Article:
Steven Pinker’s history of thought
Colleen Walsh | Harvard Gazette | 6 May 2014
An interesting and often delightful interview with the scientist Steven Pinker. On the blossoming of psychology: “Cognitive science, which connects psychology to linguistics, theoretical computer science, and philosophy of mind, has helped explain intelligence in terms of information, computation, and feedback. This crosstalk has made psychology more intellectually satisfying. It’s no longer just one damn phenomenon after another.”
Darwin’s unexploded bomb
Ed West | Spectator | 6 May 2014
Human evolution has been “recent, copious, and regional”, with groups diverging strongly from one another in the past 50,000 years, and especially in the past 10,000 years. Late 20th Century science tended to view race as a cultural construct without biological substance; but as we learn more about genetics, we may come to see that races and civilisations are distinguished not only by culture, but also by genes. .
Objects of desire
Philip Ball | Homunculus | 5 May 2014
Why were old scientific instruments so beautiful, when modern ones are merely functional? Partly it’s because the most beautiful old instruments are the ones that get saved. They were built by general craftsmen, who brought their own aesthetic to bear. And they were used for demonstrations to noble patrons. They had to look the part. “Elegance was a key attribute of the courtly natural philosopher.”
The end of food
Lizzie Widdicombe | New Yorker | 5 May 2014
Bay Area tech guys invent food substitute called Soylent: 35 blended nutrients to keep your body fully fuelled for $50 a month so you can treat traditional food as an occasional recreation. Intended market: “Cubicle workers craving efficiency”. Soylent has the consistency of sludge, the mouth-feel of pancake mix, and just enough flavouring to mask the raw vitamins. Usage note: “In the first week you fart pretty bad”.
Thoroughbreds are running as fast as they can
Roger Pielke | FiveThirtyEight | 3 May 2014
Human runners continue to set new records for speed. But racehorses appear to have hit their limit: the Kentucky Derby has been won in roughly two minutes and two seconds every year since 1949. Secretariat’s 1973 record may stand for all time. Why? Perhaps because American racehorses are bred from such a small and static gene pool; 95% of them descend from a single 18th Century horse. A case for genetic engineering?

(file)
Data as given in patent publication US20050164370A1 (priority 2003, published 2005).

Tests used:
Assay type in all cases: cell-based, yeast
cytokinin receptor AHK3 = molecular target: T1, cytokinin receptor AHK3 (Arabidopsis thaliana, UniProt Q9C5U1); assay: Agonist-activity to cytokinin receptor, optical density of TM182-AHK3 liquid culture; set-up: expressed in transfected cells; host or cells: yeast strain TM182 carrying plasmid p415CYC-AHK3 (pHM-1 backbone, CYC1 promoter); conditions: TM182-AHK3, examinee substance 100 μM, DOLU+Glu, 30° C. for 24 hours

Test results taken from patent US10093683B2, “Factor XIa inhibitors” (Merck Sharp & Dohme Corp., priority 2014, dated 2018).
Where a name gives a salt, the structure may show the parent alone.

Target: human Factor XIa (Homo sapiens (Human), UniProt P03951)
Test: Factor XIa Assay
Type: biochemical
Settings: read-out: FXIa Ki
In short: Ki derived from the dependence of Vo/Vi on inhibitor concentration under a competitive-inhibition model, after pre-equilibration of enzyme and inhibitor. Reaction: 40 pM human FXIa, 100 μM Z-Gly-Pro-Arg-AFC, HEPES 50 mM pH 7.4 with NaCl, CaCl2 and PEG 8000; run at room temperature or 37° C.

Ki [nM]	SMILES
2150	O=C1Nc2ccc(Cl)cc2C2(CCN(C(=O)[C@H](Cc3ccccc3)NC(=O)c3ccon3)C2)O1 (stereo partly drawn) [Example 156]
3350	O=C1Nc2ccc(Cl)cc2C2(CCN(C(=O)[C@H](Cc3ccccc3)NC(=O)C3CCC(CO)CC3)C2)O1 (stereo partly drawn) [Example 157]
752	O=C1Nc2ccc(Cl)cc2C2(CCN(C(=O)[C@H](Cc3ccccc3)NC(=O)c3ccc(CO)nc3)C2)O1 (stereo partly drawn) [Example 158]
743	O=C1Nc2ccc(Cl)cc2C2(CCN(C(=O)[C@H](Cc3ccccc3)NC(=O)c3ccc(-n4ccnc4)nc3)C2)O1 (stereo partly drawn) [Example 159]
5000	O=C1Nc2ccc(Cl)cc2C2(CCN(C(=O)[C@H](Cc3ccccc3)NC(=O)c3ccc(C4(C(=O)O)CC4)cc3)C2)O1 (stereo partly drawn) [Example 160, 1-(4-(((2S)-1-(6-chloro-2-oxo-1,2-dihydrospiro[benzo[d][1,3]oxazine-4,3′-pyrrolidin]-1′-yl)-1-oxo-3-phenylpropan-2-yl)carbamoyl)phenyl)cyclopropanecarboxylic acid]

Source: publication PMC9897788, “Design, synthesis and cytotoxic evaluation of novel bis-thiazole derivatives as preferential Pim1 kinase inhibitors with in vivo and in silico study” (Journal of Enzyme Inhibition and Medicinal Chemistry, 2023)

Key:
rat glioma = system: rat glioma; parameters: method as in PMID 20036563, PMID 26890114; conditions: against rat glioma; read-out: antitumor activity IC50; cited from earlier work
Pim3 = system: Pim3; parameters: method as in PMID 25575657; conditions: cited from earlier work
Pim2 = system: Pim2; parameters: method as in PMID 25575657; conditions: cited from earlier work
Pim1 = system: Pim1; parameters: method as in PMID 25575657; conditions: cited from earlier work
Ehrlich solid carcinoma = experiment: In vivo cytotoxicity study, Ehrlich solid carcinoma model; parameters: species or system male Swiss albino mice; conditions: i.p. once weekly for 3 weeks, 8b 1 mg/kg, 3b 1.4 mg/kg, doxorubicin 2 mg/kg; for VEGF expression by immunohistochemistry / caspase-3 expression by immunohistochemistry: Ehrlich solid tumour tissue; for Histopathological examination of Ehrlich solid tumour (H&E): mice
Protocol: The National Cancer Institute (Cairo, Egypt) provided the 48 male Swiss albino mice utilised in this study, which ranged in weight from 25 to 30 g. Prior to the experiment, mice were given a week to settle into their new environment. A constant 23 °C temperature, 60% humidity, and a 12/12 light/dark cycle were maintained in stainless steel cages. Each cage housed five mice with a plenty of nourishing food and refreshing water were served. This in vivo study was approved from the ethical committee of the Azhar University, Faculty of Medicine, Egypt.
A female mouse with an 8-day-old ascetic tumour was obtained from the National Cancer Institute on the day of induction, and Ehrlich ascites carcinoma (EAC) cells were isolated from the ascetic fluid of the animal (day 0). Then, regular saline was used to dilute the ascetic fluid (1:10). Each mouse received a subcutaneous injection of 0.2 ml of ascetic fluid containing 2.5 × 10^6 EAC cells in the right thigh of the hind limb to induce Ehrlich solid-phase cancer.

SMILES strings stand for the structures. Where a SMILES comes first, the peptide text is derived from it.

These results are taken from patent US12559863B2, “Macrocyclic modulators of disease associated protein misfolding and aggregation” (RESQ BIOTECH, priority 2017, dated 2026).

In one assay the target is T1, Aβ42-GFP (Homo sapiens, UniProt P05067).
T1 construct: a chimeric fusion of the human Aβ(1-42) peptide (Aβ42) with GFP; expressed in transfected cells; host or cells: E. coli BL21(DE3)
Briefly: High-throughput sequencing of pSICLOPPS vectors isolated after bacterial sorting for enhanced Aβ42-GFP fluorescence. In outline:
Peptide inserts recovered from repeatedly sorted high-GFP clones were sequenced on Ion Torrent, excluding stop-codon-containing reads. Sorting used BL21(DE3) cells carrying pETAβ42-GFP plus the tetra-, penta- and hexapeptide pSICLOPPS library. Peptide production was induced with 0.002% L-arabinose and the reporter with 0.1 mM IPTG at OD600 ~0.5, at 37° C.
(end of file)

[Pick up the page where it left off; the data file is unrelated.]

So you want to live forever
Charlotte Allen | Weekly Standard | 2 May 2014
On the modern quest for immortality, assisted by genetics and computing. Aubrey de Grey, “an extremely spry Methuselah”, believes the children of today can live to 1,000 if they take the right care of their bodies. Ray Kurzweil foresees a merger between humans and robots – and until then he takes 250 pills a day. If we have yet to abolish death, efforts to postpone it radically are improving our understanding of ageing and disease.
Restoring technology after the apocalypse
Lewis Dartnell | Scientific American | 2 May 2014
Extract from a book in which an astrobiologist collates the information survivors would need to recover if society were ever to collapse. In this article: how to re-invent photography, using eggs and a silver spoon. “First, coat a sheet of paper with egg whites containing some dissolved salt, and allow it to dry. Now dissolve some silver in nitric acid, which will oxidise the metal to soluble silver nitrate, and spread the solution over your prepared paper.”
James Daily | Law Of The Multiverse | 1 May 2014
Is it legal to clone humans – the premise of the television show "Orphan Black"? The lawyers who write this blog claim the answer may be yes. “At the US federal level there is no comprehensive prohibition on reproductive cloning, despite several attempts. Part of the problem has been crafting a bill that would prohibit reproductive cloning [of whole humans] without prohibiting therapeutic cloning [of body parts]”. But you cannot patent a clone; on that the show errs.
Still Drinking | 27 April 2014
Magnificent rant about the madness of coding. “Websites that are glorified shopping carts with maybe three dynamic pages are maintained by teams of people around the clock, because the truth is everything is breaking all the time, everywhere, for everyone. Right now someone who works for Facebook is getting tens of thousands of error messages and frantically trying to find the problem before the whole charade collapses.”
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